10 $ 8 Graph 5 Unincorporated Business Profits Household distribution 9th percentile $ Average 75th percentile 6 4 Median 25th percentile 1th percentile Sources: HILDA Release 1.; RBA - 1 Balance Sheets In general, small businesses are less likely to have debt than large businesses. According to ATO data, under 4 per cent of small companies (with before-tax profits of under $1 ) had debt in 9/1, while around 6 per cent of larger companies (with profits of over $5 million) had debt financing. Similarly, according to the HILDA survey, the proportion of unincorporated businesses with debt increases with the size of the business; around a quarter of businesses without employees had debt, compared to a third for those with 5 19 employees. Businesses in capital-intensive industries such as agriculture and manufacturing were more likely to have debt than less capital-intensive industries such as business services, although firms in these industries also tended to have relatively high net assets (Table 9). Table 9: Small Business Balance Sheets in 9/1 Businesses with debt Average net assets Share of businesses by industry $ Incorporated businesses (a) Unincorporated businesses Incorporated businesses Unincorporated businesses Agriculture Mining 39 na na Manufacturing Construction Distribution services Business services Household services Total 38 (b) (c) 238 (a) Proportion of firms with debt calculated based on firms incurring interest expenses within Australia (b) Additionally, Total includes electricity gas, water and waste services, financial and insurance services and unspecified types of businesses (c) Excludes electricity gas, water and waste services, financial and insurance services and unspecified types of businesses. If these industries with higher average net assets are included, total average net assets rises to $272 Sources: ATO; HILDA Release 1.; RBA 1 Reserve bank of Australia

11 For unincorporated businesses in particular, it is also important to examine the entrepreneur s overall financial position since the balance sheet of the business and the entrepreneur are not legally separated. Households owning businesses are more likely to have debt (including their business debt) than other households, with around 8 per cent of business-owning households having debt in 1, compared to 66 per cent of other households, and they tend to have higher household debt relative to income (Table 1). However, this is balanced by the higher asset levels of business-owning households, with the median gearing ratio (debt as a ratio to assets) around 25 per cent for all households regardless of business ownership. Within businessowning households, owners of incorporated businesses are slightly more likely to have debt than owners of unincorporated businesses, and the debt-to-income ratio for such households is significantly higher, again reflecting their greater assets. When the balance sheets of unincorporated small businesses are compared with those of the households that own those businesses, the households are much more likely to have debt than the businesses (Graph 6). This suggests that many small businesses may be financed indirectly by household borrowing rather than through explicit business borrowing. Table 1: Household Balance Sheets of Small Business Owners in 1 Per cent Median Gearing Ratio Share with Debt Median Debt-to-Income Ratio (Households with Debt) $ (Households with Debt) Incorporated Unincorporated Non-business owners Sources: ATO; HILDA Release 1.; RBA Graph 6 Distribution of Gearing Ratios Per cent of households, 1* 6 Unincorporated businesses Households with unincorporated businesses No debt 4 * By gearing ratio range (per cent) Sources: HILDA Release 1.; RBA SMALL BUSINESS FINANCE ROUNDTABLE MAY 12 11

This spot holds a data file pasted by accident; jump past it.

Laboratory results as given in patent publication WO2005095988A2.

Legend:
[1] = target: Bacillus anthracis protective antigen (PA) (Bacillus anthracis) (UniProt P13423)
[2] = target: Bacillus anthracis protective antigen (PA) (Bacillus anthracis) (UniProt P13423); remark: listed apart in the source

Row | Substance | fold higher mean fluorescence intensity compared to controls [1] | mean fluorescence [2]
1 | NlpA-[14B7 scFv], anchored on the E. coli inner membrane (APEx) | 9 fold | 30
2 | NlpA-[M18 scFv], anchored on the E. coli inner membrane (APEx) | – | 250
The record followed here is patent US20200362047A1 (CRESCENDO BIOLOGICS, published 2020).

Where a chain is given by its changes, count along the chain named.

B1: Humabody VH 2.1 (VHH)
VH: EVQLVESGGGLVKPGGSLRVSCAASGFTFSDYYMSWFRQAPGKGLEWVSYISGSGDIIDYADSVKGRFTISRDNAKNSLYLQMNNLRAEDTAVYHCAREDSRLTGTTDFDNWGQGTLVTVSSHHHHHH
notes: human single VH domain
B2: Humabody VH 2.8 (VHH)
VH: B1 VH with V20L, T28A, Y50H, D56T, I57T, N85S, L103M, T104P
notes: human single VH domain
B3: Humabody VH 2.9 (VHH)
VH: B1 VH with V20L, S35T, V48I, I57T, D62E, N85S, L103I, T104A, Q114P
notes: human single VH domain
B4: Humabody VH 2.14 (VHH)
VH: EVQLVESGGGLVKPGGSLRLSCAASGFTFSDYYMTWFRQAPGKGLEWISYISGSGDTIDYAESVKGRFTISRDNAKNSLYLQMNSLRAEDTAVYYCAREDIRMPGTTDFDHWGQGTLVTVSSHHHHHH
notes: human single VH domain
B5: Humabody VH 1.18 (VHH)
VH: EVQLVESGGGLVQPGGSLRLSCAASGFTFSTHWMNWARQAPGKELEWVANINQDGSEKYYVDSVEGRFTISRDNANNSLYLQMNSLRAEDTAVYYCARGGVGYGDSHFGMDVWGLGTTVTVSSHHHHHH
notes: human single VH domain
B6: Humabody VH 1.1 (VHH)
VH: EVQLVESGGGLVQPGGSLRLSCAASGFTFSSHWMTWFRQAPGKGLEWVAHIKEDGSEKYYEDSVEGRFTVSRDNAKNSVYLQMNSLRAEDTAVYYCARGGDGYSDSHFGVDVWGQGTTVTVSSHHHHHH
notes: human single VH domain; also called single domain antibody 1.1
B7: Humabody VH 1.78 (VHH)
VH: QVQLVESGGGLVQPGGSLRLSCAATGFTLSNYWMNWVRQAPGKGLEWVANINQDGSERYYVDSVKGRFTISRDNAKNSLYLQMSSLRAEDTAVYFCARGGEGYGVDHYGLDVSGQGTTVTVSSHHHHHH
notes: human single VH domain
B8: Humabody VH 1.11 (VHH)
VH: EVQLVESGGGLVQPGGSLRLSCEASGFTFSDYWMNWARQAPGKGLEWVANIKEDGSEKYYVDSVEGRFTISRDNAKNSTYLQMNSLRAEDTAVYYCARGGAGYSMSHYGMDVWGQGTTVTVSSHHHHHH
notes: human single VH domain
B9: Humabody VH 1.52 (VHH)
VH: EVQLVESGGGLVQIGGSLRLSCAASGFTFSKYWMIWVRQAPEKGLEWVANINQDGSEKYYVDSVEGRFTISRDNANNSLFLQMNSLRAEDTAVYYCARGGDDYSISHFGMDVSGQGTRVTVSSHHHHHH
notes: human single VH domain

12 Recent Economic Conditions According to business surveys and the Bank s liaison program, conditions have been weaker for small businesses than their larger counterparts over the past two years. Following the 8 downturn, there was a less durable recovery for small businesses than for large businesses; small business conditions only briefly returned to average levels in early 1 before being below average for most of the following two years (Graph 7). The weak conditions are apparent in small businesses main concerns. In the mid s, these entities were becoming increasingly concerned about attracting and retaining quality staff. Following the 8 downturn, however, this was replaced by concerns about demand for their business goods and services, their cash flow/ profitability and broader concerns about the economic climate (Graph 8). ppt Graph 7 Business Conditions* ppt Graph 8 Prime Concerns of SMEs Per cent of respondents* 1 NAB (larger firms) 1 Lack of work -1 - Sensis** (smaller firms) -1-1 Cash flow/profitability Economic climate * Net balance; deviation from long-run average ** Sensis scaled to have same mean and standard deviation as the NAB survey Sources: NAB; RBA; Sensis 12 Finding/keeping staff 12 Big business competiton * Rolling annual average, quarterly Source: Sensis Part of the weakness reflects differences in the industries in which small and large businesses operate. For example many small businesses are in the construction industry, where softness in demand for new residential and commercial buildings has seen conditions deteriorate over the past two years. According to Sensis, small businesses in the construction sector have been most likely to report a lack of work as their main problem. However, there still appear to be differences within industries. For example, according to Bank liaison, small construction firms have historically been competitive against large firms for small projects due to their lower overheads, but have recently faced increasing competition from larger firms over such projects. Many larger firms are reported to not be including a costing for overheads in their bids, so as to generate work for underutilised staff. Concurrently, the average size of construction projects has increased somewhat, favouring larger firms with existing capabilities in place. 12 Reserve bank of Australia

13 Another important issue is whether the flow-on effects from the mining boom are mainly benefiting larger businesses (e.g. large professional services firms). Mining-related projects often demand greater scale than small businesses can easily provide, and require considerable up-front expenditure to bid as a result of the significant cost of complying with miners accreditation and workplace health & safety requirements. It is unclear whether the lack of growth in business credit over recent years has been driven by demand or supply factors. Liaison contacts report that small businesses greater reliance on intermediated debt means that tighter lending standards have a greater impact on small businesses and the reassessment of risk more generally by banks has also disproportionately affected small companies. Small businesses are also less able to withstand the cash flow impact from a reported lengthening of payment terms by many larger companies over recent years. This would have the potential to hamper smaller firms investment, bids for tenders and cash-flow management. R References Bishop J and N Cassidy (12), Trends in National Saving and Investment, RBA Bulletin, March, pp Department of Innovation, Industry, Science and Research (11), Key Statistics Australian Small Business, Department of Innovation, Industry, Science and Research, Canberra. Ellis L and K Smith (7), The Global Upward Trend in the Profit Share, BIS Working Paper No 231. Lattimore R, B Martin, A Madge and J Mills (1998), Design Principles for Small Business Programs and Regulations, Productivity Commission Staff Research Paper, AusInfo, Canberra, August. OECD (Organisation for Economic Co-operation and Development) (1), SMEs, Entrepreneurship and Innovation, OECD, Paris. OECD (12), Financing SMEs and Entrepreneurs 12: An OECD Scoreboard, OECD, Paris. Parliamentary Joint Committee on Corporations and Financial Services (11), Access for Small and Medium Business to Finance, Senate Printing Unit, Canberra. Samuel G (4), Big Business v Small Business Vigorous or Vicious Competition?, Address to the Australian Graduate School of Management Dinner, 4 November. Available at <http://www.accc.gov.au/content/item.phtml?itemid=6864&n odeid=16c69b5564bfb9cf354d8fa9dfd54&fn=4114agsm.pdf>. SMALL BUSINESS FINANCE ROUNDTABLE MAY 12 13